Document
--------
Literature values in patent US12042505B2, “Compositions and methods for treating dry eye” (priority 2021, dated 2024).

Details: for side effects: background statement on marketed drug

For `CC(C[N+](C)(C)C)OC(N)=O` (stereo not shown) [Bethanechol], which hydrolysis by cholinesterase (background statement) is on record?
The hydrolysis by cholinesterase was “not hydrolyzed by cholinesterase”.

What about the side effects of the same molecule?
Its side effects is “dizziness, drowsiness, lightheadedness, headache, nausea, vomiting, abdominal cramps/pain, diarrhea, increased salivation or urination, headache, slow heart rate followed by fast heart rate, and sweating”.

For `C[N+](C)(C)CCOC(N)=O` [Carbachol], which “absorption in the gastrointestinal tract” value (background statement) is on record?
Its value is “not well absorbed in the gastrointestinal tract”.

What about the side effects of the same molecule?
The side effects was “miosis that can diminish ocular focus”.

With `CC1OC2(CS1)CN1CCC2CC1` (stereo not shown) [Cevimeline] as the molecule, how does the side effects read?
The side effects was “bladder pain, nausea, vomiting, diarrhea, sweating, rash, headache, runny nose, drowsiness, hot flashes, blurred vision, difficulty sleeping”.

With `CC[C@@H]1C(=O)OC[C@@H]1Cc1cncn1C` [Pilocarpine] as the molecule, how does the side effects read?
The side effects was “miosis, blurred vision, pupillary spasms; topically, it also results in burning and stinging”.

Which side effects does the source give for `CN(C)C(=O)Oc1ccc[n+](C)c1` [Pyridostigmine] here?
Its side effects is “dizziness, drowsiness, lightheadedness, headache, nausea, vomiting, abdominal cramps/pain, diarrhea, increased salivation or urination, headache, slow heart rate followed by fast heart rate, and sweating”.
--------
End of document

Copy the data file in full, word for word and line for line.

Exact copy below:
Literature values in patent US12042505B2, “Compositions and methods for treating dry eye” (priority 2021, dated 2024).

Details: for side effects: background statement on marketed drug

For `CC(C[N+](C)(C)C)OC(N)=O` (stereo not shown) [Bethanechol], which hydrolysis by cholinesterase (background statement) is on record?
The hydrolysis by cholinesterase was “not hydrolyzed by cholinesterase”.

What about the side effects of the same molecule?
Its side effects is “dizziness, drowsiness, lightheadedness, headache, nausea, vomiting, abdominal cramps/pain, diarrhea, increased salivation or urination, headache, slow heart rate followed by fast heart rate, and sweating”.

For `C[N+](C)(C)CCOC(N)=O` [Carbachol], which “absorption in the gastrointestinal tract” value (background statement) is on record?
Its value is “not well absorbed in the gastrointestinal tract”.

What about the side effects of the same molecule?
The side effects was “miosis that can diminish ocular focus”.

With `CC1OC2(CS1)CN1CCC2CC1` (stereo not shown) [Cevimeline] as the molecule, how does the side effects read?
The side effects was “bladder pain, nausea, vomiting, diarrhea, sweating, rash, headache, runny nose, drowsiness, hot flashes, blurred vision, difficulty sleeping”.

With `CC[C@@H]1C(=O)OC[C@@H]1Cc1cncn1C` [Pilocarpine] as the molecule, how does the side effects read?
The side effects was “miosis, blurred vision, pupillary spasms; topically, it also results in burning and stinging”.

Which side effects does the source give for `CN(C)C(=O)Oc1ccc[n+](C)c1` [Pyridostigmine] here?
Its side effects is “dizziness, drowsiness, lightheadedness, headache, nausea, vomiting, abdominal cramps/pain, diarrhea, increased salivation or urination, headache, slow heart rate followed by fast heart rate, and sweating”.